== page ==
Things to Know About Diabetes

  1. What is diabetes?

Diabetes mellitus (Diabetes mellitus) is a chronic metabolic disorder characterized by high blood sugar, which develops due to the lack of insulin hormone or resistance to the effect of insulin.

Today, the incidence of diabetes has increased in proportion to the increasing prevalence of obesity. Sedentary lifestyle and unhealthy diet with high calories are also important factors for the development of diabetes.

The current data published by the International Diabetes Federation (IDF) on the frequency of diabetes in 2021 reported that there are 537 million adults (20-79 years old) worldwide. It is estimated that this number will increase to 643 million in 2030 and 783 million in 2045. 3 out of 4 adults with diabetes live in low- and middle-income countries.

According to TUIK data, there are approximately 7 million diabetic patients between the ages of 20-79 in Turkey. This figure corresponds to approximately 15% of the total adult population. In other words, one of 6-7 people in Turkey is diabetic.

Diabetes is an important public health problem.

2. What are the Risk Factors for Diabetes? Who Should Scan?

Everyone over the age of 40 should be screened every 3 years .

If people with a BMI ≥25 have one of the following risk factors at a younger age, they should be screened for diabetes even if they do not have symptoms .

  • In people with diabetes in first and second degree relatives,

  • Obesity

  • Those with hypertension, high cholesterol (HDL<35, TG>250), cardiovascular diseases, stroke history

  • Women with a history of polycystic ovary syndrome (PCOS)

  • Signs of insulin resistance (acanthosis nigricans, skin tag)

  • In those who have previously been diagnosed with latent diabetes,

  • In people with sleep-apnea syndrome,

  • Sedentary lifestyle

– People who have previously been diagnosed with prediabetes, once a year

– Persons diagnosed with gestational diabetes mellitus (gestational diabetes) every 3 years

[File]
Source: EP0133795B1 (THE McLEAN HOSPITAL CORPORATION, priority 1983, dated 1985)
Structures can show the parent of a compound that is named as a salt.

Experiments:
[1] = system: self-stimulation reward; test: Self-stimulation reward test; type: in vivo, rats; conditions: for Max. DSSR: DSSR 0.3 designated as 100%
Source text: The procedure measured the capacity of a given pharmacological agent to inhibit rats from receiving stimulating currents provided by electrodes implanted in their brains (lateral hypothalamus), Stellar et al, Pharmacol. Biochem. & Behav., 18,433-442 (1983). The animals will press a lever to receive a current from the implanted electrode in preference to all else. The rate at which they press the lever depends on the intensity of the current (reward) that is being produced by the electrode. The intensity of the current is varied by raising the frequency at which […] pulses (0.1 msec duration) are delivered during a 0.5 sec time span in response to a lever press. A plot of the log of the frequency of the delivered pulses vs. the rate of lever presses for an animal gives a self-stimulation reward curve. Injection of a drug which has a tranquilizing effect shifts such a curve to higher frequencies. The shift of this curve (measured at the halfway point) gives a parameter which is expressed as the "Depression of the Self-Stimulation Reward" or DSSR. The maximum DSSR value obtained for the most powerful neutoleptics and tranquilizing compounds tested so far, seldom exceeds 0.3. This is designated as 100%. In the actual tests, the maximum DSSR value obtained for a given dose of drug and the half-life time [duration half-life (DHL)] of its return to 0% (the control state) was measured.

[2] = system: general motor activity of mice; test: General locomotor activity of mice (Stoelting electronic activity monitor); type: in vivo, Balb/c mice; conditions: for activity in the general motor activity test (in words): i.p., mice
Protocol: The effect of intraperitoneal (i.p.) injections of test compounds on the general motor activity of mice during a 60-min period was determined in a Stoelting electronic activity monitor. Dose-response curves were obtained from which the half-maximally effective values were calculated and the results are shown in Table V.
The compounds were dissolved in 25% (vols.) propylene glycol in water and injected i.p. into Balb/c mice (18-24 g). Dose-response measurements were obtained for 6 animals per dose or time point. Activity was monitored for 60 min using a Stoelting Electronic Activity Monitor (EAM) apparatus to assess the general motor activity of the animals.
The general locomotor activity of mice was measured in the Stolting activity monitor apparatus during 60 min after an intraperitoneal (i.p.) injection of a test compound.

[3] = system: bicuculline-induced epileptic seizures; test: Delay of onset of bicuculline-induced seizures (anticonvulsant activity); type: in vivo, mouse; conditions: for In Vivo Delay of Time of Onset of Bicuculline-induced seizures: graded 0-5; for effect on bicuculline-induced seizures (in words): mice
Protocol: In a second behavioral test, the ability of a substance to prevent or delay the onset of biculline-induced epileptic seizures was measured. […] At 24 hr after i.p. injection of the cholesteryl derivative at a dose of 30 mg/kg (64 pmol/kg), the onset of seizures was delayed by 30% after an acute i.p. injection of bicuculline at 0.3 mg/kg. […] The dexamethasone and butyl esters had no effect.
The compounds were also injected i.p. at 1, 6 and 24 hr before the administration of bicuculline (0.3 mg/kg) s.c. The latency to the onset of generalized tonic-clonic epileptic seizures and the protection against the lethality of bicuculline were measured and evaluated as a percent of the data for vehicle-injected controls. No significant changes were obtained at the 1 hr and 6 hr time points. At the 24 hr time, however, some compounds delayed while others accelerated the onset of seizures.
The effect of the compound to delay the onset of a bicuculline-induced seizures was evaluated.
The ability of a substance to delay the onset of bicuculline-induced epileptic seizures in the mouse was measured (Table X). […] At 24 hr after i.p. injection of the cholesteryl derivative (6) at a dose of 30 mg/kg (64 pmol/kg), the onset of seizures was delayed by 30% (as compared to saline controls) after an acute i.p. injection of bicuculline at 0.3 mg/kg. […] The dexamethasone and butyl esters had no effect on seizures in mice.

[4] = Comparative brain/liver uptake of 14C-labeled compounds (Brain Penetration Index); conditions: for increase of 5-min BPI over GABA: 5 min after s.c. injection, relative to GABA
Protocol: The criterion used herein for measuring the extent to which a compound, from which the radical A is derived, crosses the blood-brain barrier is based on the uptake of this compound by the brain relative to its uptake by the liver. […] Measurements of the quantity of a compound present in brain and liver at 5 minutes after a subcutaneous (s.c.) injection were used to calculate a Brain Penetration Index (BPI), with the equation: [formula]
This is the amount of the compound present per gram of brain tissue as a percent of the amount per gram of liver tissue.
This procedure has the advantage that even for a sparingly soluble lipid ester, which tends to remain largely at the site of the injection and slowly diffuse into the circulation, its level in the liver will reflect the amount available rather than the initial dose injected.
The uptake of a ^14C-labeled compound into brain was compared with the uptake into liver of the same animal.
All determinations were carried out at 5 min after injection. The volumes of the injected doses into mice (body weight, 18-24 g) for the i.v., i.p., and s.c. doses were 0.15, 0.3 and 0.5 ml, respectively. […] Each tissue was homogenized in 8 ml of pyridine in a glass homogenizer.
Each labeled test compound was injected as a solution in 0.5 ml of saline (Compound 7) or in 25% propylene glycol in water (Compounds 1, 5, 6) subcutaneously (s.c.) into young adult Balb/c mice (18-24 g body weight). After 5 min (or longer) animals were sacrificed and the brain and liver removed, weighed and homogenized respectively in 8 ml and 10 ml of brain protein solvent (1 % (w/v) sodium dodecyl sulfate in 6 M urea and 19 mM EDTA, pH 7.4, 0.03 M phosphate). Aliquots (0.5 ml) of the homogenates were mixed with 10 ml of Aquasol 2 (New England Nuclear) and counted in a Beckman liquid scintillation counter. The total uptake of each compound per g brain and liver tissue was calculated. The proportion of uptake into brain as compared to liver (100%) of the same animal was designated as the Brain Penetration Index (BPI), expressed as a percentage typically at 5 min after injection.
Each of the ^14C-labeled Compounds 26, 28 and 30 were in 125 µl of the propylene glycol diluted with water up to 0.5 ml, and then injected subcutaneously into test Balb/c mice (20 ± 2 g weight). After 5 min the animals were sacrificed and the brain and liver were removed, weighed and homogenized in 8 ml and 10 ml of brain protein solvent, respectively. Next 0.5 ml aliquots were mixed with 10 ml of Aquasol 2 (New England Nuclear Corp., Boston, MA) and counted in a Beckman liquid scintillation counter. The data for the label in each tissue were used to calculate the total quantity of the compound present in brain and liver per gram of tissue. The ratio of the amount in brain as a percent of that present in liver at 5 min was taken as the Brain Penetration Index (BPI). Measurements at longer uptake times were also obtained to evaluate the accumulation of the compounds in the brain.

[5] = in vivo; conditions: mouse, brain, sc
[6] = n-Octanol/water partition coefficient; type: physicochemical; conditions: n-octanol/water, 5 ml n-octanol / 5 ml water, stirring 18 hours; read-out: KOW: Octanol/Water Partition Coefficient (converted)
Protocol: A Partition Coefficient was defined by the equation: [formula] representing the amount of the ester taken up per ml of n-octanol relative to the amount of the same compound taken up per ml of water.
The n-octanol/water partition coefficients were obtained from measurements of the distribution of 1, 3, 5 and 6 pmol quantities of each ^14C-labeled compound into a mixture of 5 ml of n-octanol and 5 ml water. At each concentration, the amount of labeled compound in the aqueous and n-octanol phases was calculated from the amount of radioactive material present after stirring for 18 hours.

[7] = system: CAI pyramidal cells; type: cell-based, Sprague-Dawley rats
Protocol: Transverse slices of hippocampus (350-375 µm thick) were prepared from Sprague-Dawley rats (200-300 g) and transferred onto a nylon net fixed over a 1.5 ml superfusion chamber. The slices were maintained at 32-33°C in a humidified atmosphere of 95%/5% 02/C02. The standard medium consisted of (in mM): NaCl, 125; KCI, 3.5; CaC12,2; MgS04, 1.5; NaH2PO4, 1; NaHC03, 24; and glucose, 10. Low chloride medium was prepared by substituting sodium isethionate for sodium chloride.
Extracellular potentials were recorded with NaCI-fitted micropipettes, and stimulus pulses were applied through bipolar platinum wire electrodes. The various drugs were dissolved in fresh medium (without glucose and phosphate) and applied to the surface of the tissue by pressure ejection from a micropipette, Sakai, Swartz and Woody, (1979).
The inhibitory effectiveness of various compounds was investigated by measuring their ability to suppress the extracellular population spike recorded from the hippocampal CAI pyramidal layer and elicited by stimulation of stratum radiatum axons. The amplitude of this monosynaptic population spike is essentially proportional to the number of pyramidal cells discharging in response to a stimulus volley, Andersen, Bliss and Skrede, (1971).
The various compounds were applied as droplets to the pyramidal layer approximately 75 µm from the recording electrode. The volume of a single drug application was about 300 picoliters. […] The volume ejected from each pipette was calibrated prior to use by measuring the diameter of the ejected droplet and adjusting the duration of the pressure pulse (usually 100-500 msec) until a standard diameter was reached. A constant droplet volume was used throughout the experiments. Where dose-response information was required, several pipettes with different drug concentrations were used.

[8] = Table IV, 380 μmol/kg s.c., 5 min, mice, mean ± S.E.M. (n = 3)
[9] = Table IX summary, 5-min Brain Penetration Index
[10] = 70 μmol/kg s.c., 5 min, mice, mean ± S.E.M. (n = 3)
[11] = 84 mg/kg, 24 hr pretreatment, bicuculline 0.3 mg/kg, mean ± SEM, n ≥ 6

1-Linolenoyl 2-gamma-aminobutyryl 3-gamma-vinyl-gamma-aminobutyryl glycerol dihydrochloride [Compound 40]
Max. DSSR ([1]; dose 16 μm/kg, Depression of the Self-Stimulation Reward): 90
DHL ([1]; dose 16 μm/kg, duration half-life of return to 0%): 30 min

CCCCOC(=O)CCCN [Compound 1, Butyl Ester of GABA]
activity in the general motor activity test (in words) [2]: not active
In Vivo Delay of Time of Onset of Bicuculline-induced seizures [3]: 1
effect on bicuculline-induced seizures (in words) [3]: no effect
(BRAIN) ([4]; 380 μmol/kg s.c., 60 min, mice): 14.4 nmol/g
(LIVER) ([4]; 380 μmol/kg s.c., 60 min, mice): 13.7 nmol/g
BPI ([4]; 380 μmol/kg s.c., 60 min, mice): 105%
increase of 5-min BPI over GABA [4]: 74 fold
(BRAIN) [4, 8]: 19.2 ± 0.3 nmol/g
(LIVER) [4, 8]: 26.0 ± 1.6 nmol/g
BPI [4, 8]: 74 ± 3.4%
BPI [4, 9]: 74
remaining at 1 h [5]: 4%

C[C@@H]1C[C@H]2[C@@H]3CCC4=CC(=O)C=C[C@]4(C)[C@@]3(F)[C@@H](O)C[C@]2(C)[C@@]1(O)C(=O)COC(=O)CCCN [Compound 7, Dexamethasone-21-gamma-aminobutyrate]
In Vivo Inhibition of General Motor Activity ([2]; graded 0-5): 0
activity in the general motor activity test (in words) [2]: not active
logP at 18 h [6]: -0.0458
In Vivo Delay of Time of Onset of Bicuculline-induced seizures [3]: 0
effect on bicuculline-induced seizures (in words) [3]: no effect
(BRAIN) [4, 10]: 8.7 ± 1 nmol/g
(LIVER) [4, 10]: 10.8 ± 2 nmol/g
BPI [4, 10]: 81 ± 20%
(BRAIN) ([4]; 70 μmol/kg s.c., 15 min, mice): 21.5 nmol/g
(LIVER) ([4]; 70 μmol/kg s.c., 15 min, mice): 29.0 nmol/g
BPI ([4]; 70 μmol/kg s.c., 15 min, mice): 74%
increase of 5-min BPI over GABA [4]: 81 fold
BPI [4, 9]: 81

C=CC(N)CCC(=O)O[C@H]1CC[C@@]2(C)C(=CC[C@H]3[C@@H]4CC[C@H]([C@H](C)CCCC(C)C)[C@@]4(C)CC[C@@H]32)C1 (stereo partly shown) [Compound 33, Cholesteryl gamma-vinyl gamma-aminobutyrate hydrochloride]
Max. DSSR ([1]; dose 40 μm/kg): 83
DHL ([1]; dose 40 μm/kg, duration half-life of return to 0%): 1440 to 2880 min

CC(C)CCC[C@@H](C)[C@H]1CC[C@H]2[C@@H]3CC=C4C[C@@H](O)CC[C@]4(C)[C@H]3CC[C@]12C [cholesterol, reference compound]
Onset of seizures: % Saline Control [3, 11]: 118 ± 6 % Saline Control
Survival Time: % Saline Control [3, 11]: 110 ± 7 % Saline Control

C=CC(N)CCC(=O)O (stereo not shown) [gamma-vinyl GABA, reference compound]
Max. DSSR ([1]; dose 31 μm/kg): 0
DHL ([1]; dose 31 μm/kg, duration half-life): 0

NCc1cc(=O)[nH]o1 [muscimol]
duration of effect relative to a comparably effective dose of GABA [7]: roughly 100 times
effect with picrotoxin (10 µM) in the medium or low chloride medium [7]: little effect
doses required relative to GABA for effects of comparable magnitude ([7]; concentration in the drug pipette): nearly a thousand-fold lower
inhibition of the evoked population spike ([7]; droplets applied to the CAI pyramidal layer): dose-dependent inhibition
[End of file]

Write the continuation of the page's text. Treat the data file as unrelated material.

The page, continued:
3. What are the Symptoms?

Classic symptoms;drinking a lot of water, urinating a lot, urination at night, dry mouth, overeating or loss of appetite, weakness, getting tired easily

Less common symptoms;Blurred vision, unexplained weight loss, persistent infections, recurrent fungal infections, especially in the genital area, itching

4. How Do We Diagnose?

-Fasting blood glucose (after 8 hours of fasting)≥ 126

-In the sugar loading test (OGTT); 2. Hour blood sugar ≥200

-Hba1c (indicates 3-month average sugar) ≥6.5

– Any time blood glucose ≥200 and concomitant classic diabetes symptoms

**Diabetes is diagnosed if only one of the criteria is present.**

5. What are the types of diabetes?

There are 4 types of diabetes.

Type 2 DM, It constitutes 90-95% of diabetic patients. It is the most common type. It increased in proportion to the increasing incidence of obesity. It is usually treated with oral antidiabetics (sugar pills). Insulin therapy is used when sugar pills are not enough or in some special cases.

Type 1 DM It usually occurs in childhood. Since insulin secretion in the pancreas is insufficient, only insulin is used in the treatment.

Gestational diabetes (gestational diabetes) occurs during pregnancy. 24-28th of pregnancy. Diagnosis is made with a glucose tolerance test. If sugar levels do not fall to the desired level with lifestyle changes, insulin therapy is given.

in group 4 There are less common types of diabetes. Among these, there are many diabetes subtypes such as MODY, drug-induced diabetes, genetic diseases-related diabetes, pancreatic diseases-related diabetes.

6. Treatment

The most important step of treatment is education. Diagnosis of diabetes seems like the end of life for patients because they do not have enough information about diabetes or they have wrong information. As stated before; 3 out of 4 adults with diabetes live in low- and middle-income countries, and the prevalence of diabetes is increasing in direct proportion to the increasing prevalence of obesity. In other words, this shows that type 2 diabetes is directly related to lifestyle. Especially with proper nutrition and a sufficiently active, regular exercise lifestyle, diabetes can be prevented to a great extent. Even if diabetes develops, blood sugars can be kept at target levels.

Obese individuals must change their lifestyle and lose weight.

Proper nutrition is one of the most important parts of treatment.

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